Día de Muertos (Day of the Dead) is a tradition that honors the life and memory of lost loved ones in Mexican and Mexican American communities.

So the Detroit Institute of Arts (DIA), in collaboration with the Mexican Consulate of Detroit, will display 16 ofrenda (offering) altars created by local artists.

2018 Exhibit of Ofrenda Displays; Central Special Exhibition Galleries

The exhibit is called Ofrendas: Celebrating el Día de Muertos. It stars Saturday, September 28 and runs through to Sunday, November 10, 2019.

Per the DIA:

Four of this year’s 16 altars include tributes to refugees held at the border. Others honor southeast Detroit’s Delray neighborhood, family members, friends, artists, musicians and more. The altars range from 4 to 8 feet tall and are created from a variety of materials, including papier mâché, papel picado (paper cutouts), artificial flowers, LED candles, sugar skulls, photos, clay, wood and more.

Detroit Institute of Arts

“There are so many talented artists among the Detroit area’s vibrant Mexican American community,” said Salvador Salort-Pons, DIA director. “We’re happy to showcase one of their most important cultural traditions and hope visitors from all backgrounds will make connections with their own traditions of honoring those who have passed on.”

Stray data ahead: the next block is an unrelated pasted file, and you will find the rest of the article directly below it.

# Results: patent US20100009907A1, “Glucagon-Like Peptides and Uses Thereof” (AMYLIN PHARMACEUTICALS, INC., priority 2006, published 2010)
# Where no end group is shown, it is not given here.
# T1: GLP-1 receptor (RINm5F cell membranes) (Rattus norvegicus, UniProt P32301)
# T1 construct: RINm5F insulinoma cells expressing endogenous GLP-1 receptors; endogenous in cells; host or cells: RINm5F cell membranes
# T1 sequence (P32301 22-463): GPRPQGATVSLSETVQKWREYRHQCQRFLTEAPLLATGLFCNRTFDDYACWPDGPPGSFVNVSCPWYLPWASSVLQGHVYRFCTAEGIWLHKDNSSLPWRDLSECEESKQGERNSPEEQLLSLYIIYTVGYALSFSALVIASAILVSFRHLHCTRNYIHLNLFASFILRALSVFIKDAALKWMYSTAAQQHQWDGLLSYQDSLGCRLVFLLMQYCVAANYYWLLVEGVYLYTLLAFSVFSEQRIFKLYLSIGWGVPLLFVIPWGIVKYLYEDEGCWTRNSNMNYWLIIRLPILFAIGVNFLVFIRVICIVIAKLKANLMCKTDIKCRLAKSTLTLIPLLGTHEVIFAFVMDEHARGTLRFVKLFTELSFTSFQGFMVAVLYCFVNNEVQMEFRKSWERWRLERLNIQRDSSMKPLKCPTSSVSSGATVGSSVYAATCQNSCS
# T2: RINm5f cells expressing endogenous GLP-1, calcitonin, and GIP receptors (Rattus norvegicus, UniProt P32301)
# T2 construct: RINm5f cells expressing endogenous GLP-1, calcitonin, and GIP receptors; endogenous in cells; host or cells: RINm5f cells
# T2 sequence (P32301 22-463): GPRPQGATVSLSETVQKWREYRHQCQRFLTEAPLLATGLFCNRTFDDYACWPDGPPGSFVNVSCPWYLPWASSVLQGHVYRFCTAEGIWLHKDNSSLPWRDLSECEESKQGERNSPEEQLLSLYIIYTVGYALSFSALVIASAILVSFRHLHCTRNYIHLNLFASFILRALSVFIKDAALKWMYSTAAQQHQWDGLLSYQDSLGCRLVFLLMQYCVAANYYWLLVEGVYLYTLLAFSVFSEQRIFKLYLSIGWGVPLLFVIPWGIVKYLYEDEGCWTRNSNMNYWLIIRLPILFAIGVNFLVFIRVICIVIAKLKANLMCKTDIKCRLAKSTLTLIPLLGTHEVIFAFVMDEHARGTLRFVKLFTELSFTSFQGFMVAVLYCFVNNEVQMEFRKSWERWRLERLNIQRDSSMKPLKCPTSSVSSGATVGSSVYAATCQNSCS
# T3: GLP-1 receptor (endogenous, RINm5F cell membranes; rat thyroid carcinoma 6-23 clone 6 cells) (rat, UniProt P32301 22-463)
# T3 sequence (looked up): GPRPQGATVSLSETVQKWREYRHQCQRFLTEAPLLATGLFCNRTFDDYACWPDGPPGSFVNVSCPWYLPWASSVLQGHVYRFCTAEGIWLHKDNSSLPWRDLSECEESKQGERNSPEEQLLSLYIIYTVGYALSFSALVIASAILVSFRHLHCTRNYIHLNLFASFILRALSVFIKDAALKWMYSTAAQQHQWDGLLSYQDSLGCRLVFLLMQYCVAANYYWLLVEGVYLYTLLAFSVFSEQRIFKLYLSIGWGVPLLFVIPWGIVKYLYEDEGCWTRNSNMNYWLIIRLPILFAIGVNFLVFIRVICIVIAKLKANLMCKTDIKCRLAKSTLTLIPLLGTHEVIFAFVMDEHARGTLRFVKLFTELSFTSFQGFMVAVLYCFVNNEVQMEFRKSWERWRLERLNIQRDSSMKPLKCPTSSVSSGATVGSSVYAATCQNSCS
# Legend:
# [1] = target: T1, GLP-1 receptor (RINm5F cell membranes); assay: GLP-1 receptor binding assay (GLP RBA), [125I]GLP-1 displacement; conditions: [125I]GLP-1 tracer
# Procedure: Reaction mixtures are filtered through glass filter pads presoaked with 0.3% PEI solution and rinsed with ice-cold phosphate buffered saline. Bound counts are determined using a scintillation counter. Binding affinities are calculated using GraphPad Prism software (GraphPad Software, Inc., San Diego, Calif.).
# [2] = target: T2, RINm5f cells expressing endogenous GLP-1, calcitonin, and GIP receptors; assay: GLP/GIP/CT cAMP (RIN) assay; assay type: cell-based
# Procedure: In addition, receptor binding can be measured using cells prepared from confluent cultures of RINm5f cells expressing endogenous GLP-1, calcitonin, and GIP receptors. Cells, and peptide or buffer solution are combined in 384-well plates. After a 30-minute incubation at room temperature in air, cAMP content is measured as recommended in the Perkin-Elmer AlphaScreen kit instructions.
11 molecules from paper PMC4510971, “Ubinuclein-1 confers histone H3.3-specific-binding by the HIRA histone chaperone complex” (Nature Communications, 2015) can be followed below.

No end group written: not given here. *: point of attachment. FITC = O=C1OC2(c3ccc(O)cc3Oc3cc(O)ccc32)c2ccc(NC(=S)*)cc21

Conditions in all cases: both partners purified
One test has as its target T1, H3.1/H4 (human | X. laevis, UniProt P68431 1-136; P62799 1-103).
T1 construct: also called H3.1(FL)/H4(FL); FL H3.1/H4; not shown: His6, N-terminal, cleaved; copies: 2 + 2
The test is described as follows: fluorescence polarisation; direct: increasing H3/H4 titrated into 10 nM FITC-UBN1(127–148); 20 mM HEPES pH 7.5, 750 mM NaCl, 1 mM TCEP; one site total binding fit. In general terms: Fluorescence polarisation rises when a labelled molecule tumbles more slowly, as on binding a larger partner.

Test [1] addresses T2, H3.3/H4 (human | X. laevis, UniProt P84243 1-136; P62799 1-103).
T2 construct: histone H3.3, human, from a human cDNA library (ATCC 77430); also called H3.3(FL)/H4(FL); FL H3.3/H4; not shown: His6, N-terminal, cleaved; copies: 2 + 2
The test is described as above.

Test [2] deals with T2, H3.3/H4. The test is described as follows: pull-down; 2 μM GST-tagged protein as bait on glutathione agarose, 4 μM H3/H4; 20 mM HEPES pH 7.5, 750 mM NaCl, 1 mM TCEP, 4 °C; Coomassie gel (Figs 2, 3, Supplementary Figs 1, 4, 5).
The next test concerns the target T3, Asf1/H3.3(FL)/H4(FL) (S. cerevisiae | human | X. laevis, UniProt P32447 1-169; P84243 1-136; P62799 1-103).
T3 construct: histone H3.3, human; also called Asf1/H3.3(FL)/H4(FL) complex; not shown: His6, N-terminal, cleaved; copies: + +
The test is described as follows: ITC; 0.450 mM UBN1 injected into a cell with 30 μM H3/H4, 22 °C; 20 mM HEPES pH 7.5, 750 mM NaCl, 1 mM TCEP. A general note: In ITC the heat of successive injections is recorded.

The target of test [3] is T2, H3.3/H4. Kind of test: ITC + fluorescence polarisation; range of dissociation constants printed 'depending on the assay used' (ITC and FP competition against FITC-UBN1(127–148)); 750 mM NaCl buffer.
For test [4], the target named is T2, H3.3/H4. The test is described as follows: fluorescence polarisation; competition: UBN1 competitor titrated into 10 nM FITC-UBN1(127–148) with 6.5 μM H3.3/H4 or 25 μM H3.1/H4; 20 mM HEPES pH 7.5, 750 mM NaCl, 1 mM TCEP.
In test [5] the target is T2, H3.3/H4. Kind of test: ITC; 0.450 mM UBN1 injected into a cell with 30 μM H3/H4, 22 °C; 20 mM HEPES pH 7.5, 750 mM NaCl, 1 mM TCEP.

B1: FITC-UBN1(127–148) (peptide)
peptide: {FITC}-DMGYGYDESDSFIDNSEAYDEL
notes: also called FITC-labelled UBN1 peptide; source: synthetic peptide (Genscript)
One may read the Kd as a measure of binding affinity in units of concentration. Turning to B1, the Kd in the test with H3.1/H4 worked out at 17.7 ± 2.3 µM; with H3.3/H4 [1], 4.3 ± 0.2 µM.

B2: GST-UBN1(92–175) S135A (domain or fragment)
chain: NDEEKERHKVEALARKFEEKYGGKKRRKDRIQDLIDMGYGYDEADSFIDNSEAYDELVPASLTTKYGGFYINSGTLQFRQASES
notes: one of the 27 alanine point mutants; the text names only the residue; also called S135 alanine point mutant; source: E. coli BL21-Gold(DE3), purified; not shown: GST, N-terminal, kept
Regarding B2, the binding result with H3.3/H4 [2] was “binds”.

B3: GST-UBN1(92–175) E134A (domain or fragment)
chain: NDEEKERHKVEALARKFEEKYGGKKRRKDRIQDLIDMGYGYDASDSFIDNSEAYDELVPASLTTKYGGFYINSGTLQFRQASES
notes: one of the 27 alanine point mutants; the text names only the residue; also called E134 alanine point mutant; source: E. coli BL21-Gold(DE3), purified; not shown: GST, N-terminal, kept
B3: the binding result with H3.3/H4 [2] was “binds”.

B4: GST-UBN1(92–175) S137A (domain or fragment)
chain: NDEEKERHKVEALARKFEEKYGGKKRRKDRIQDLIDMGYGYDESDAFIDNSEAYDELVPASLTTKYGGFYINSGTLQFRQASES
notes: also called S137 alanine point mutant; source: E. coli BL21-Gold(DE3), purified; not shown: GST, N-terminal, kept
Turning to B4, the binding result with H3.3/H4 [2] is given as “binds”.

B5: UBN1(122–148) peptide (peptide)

The exhibition is free with museum admission, which is always free for residents of Macomb, Oakland and Wayne counties.

There will be other Día de Muertos themed programs at the DIA. They include:

  • A puppet performance, Skeletons in the Closet at 2 p.m. on Sept. 28
  • A sugar skull drop-in art-making workshop Friday, Oct. 25 from 6 to 9 p.m., and Saturday and Sunday, Oct. 26 and 27 from noon–4 p.m.
  • Dance performances by Ballet Folklórico de Detroit on Saturday and Sunday, Oct. 26 and 27 at 2 p.m.
  • And a talk by the ofrenda artists on Sunday, Nov. 10 at 2 p.m.

All of the extra programs are free with museum admission.

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